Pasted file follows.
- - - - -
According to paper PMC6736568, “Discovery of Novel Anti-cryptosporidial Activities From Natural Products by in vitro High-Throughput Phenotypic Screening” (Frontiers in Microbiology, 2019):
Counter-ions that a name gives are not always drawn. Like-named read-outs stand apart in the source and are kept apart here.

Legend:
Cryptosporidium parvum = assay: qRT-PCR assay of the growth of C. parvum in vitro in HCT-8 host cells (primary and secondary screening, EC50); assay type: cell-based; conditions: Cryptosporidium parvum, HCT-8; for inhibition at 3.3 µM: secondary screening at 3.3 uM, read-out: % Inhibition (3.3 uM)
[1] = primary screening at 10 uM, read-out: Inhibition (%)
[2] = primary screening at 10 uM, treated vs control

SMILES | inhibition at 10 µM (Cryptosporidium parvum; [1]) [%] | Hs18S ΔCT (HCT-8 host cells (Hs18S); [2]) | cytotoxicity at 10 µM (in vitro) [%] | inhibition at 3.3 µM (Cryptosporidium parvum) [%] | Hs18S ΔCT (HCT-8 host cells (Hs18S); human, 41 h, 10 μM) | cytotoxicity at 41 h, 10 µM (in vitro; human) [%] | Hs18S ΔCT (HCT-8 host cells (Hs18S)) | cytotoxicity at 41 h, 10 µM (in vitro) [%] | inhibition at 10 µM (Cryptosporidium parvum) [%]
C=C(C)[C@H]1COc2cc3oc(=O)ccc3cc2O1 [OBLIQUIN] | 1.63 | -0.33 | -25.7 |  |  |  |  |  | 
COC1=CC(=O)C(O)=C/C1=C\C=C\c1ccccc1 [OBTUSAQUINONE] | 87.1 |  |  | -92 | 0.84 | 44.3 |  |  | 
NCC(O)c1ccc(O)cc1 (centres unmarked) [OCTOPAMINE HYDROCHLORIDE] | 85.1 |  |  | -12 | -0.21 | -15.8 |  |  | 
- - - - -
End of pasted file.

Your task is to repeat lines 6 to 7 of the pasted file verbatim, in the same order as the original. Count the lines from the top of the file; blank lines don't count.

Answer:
[2] = primary screening at 10 uM, treated vs control

SMILES | inhibition at 10 µM (Cryptosporidium parvum; [1]) [%] | Hs18S ΔCT (HCT-8 host cells (Hs18S); [2]) | cytotoxicity at 10 µM (in vitro) [%] | inhibition at 3.3 µM (Cryptosporidium parvum) [%] | Hs18S ΔCT (HCT-8 host cells (Hs18S); human, 41 h, 10 μM) | cytotoxicity at 41 h, 10 µM (in vitro; human) [%] | Hs18S ΔCT (HCT-8 host cells (Hs18S)) | cytotoxicity at 41 h, 10 µM (in vitro) [%] | inhibition at 10 µM (Cryptosporidium parvum) [%]